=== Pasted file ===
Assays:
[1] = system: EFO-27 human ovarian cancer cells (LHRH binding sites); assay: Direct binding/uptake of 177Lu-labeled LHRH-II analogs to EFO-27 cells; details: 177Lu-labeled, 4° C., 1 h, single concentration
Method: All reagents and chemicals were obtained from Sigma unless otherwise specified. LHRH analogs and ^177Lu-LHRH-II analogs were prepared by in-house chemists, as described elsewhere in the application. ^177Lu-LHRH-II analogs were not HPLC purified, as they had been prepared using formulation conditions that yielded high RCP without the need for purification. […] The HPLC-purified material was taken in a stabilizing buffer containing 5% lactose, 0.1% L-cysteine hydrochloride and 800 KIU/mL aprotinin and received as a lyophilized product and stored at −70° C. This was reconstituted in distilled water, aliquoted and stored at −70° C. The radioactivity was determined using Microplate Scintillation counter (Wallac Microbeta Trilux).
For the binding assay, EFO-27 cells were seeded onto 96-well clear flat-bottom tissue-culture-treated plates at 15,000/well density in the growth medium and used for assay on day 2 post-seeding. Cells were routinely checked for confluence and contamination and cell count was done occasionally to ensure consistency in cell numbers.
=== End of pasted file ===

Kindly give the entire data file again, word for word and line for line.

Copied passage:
Assays:
[1] = system: EFO-27 human ovarian cancer cells (LHRH binding sites); assay: Direct binding/uptake of 177Lu-labeled LHRH-II analogs to EFO-27 cells; details: 177Lu-labeled, 4° C., 1 h, single concentration
Method: All reagents and chemicals were obtained from Sigma unless otherwise specified. LHRH analogs and ^177Lu-LHRH-II analogs were prepared by in-house chemists, as described elsewhere in the application. ^177Lu-LHRH-II analogs were not HPLC purified, as they had been prepared using formulation conditions that yielded high RCP without the need for purification. […] The HPLC-purified material was taken in a stabilizing buffer containing 5% lactose, 0.1% L-cysteine hydrochloride and 800 KIU/mL aprotinin and received as a lyophilized product and stored at −70° C. This was reconstituted in distilled water, aliquoted and stored at −70° C. The radioactivity was determined using Microplate Scintillation counter (Wallac Microbeta Trilux).
For the binding assay, EFO-27 cells were seeded onto 96-well clear flat-bottom tissue-culture-treated plates at 15,000/well density in the growth medium and used for assay on day 2 post-seeding. Cells were routinely checked for confluence and contamination and cell count was done occasionally to ensure consistency in cell numbers.